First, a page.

French Realism: Édouard Manet and his “modèle de profession,” Victorine Louise Meurent (Paris, 1862): The first clue you get that Maureen Gibbon’s 19th-century historical novel about the French painter, Édouard Manet, and his muse, Victorine Louise Meurent – he 30, she 17 – is going to be risky and provocative is that of his more than 400 paintings, the one selected for the cover is Olympia. The full painting is a nude, one that caused such a stir critics did see red when exhibited at the Salon of Paris in 1865, two years after Manet finished it, after the novel ends.
Manet’s nude is considered the most famous of that century. It may not be the painting non-art historians like myself are most familiar with (or most enamored with). Those are his impressionistic masterpieces of later years – boating, beach, café, railway scenes – that evoke a “dewy-eyed” loveliness, which the avant-garde Olympia is not. But Gibbon’s goal is to pen something original, like Manet’s passion to “paint something entirely new.”
She does so with spare prose that creates an aura catching Manet’s shadowy, mysterious, erotic world, which means her novel isn’t soaked in details, nor the totality of the artist’s career. Instead, it’s a window into Manet’s art when he created a sensual painting that shocked the Parisian art scene, giving us glimpses into the inspiration of his early years, pioneering the French realist art movement.
Here we see Manet’s devotion to art that is honest and realistic not romanticized, the prevailing preferences of the time. The same can be said of the author, who wants us to see the darker side of the City of Lights. The novel is best appreciated like a great piece of art in a museum: by looking and seeing, understanding all by ourselves, with just enough details to intrigue.
So, despite the short chapters – sometimes only a one-page impressionistic paragraph, like the artist sketching – this is not a breezy read. The prose is nuanced, echoing Paris when the lights are gray-blue. We sense what it might have felt like to have been Victorine, who tries so hard to grasp Manet’s “not-simple” paintings, because we’re compelled to understand what the author wants us to see. Gibbon acknowledges she’s thought about Olympia for ten years, so her vision and impressions interest us almost as much as Manet’s or his model’s. (“I am trying hard to understand what it all means to him because I know that it does mean something.”)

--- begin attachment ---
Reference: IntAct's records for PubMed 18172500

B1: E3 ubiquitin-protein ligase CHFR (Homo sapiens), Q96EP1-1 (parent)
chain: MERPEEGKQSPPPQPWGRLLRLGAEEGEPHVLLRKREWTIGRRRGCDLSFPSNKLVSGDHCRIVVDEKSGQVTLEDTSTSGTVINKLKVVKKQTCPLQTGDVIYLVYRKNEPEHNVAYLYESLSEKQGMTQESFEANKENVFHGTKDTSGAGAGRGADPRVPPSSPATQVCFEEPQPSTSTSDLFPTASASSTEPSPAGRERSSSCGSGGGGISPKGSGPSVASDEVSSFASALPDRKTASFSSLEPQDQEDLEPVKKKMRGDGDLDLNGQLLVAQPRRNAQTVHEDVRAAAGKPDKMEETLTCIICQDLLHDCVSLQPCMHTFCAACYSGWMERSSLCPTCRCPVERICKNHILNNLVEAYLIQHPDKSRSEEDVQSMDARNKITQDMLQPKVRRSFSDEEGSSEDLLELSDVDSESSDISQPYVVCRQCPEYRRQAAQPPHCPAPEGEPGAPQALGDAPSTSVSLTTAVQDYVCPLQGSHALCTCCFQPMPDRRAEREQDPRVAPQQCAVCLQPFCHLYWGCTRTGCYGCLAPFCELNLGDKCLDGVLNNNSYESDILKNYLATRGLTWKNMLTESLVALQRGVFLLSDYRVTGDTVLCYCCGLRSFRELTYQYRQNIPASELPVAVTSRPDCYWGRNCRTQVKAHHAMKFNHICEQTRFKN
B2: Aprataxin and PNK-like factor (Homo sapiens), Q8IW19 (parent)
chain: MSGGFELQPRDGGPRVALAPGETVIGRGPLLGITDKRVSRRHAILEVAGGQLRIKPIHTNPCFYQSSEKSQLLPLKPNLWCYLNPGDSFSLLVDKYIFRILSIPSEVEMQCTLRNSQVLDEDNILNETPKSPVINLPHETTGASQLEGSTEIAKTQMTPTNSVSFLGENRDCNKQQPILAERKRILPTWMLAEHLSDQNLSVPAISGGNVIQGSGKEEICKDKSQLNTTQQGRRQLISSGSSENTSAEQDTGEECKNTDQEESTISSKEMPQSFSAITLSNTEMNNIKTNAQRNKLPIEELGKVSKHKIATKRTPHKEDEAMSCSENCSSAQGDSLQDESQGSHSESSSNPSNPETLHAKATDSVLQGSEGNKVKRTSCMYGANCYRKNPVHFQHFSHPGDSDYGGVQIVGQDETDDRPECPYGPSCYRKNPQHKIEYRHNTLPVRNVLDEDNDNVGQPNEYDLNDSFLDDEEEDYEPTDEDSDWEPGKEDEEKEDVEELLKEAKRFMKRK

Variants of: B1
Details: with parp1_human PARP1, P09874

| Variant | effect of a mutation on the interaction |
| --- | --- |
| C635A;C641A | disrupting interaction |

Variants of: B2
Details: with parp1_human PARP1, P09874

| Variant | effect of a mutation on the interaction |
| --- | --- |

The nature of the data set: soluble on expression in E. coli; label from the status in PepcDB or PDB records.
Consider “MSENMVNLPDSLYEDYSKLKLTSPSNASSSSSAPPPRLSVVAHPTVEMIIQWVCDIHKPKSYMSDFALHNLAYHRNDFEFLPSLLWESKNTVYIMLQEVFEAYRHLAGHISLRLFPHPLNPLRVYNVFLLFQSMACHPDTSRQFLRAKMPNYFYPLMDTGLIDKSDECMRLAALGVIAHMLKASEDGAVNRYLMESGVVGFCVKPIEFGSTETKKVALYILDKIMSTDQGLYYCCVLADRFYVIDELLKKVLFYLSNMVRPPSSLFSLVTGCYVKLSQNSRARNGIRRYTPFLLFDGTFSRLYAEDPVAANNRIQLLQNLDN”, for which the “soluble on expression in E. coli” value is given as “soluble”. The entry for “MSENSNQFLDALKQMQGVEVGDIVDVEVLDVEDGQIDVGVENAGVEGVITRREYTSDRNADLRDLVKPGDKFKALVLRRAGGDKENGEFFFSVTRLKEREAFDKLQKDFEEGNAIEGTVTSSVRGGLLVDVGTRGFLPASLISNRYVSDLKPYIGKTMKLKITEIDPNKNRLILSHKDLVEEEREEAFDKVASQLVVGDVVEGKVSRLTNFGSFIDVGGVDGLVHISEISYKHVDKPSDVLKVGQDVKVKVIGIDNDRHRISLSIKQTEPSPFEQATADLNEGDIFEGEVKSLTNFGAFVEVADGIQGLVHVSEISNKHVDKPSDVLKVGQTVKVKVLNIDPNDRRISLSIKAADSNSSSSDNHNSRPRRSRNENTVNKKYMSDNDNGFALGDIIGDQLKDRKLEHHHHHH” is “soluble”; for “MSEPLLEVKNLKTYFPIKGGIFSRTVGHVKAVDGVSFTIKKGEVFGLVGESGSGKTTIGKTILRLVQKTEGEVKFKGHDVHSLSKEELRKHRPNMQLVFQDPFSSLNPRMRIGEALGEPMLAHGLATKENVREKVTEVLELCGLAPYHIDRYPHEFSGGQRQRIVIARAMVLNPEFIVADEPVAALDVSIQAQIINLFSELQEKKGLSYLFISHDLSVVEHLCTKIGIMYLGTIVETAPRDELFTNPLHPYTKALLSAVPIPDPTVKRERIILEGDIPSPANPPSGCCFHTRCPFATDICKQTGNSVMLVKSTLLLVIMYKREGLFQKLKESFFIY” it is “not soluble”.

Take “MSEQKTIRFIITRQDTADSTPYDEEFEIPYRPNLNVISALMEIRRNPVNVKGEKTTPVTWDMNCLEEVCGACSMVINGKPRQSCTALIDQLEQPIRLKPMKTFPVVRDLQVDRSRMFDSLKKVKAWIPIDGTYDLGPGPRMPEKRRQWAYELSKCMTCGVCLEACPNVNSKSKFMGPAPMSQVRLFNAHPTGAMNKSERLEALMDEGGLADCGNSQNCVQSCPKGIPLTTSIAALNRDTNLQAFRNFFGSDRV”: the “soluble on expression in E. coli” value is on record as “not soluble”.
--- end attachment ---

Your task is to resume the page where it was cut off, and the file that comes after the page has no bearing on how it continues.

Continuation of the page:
There’s a sadness that permeates Victorine’s voice – our narrator – and the evocative prose. Apparently, not that much is known about the real-life young woman who posed for Olympia, allowing the author the freedom to speculate. Artistic freedom – Manet’s, his muse’s, and the author’s – a worthy theme.
What the novel tells us about Victorine is that she’s a precocious 17-year-old working-class girl, a silver burnisher. She relishes the tools of her trade, learned from her working-class parents: her father an engraver, her mother a seamstress. But it’s not until we’re more than halfway through that we’re even sure of her real name: Victorine Louis Meurent.
That’s because when the novel opens she’s called Louise by her intimate friend, Denise, not her lover, more like a sister. They share a shabby room, even the same bed, toiling away at the same silver shop barely eking out enough money to live. That shopworn look is what Manet spots on a street. He makes advances to them both, teases about their names, a “ménage à trois” at first. He’s sizing them up: Denise, the brunette, with “a kind of sweetness about her”; Louise, the emboldened redhead, craving much more out of life.
Louise/Victorine knows she’s “different from everyone else.” Hers is a restless yearning to be noticed and touched – to be someone. So she makes a crass sexual move to grab Manet’s sole attention. Turns out she’s a far better match of the two to become his model: she enjoys drawing, colors, details, and, most importantly, is very willing to experiment.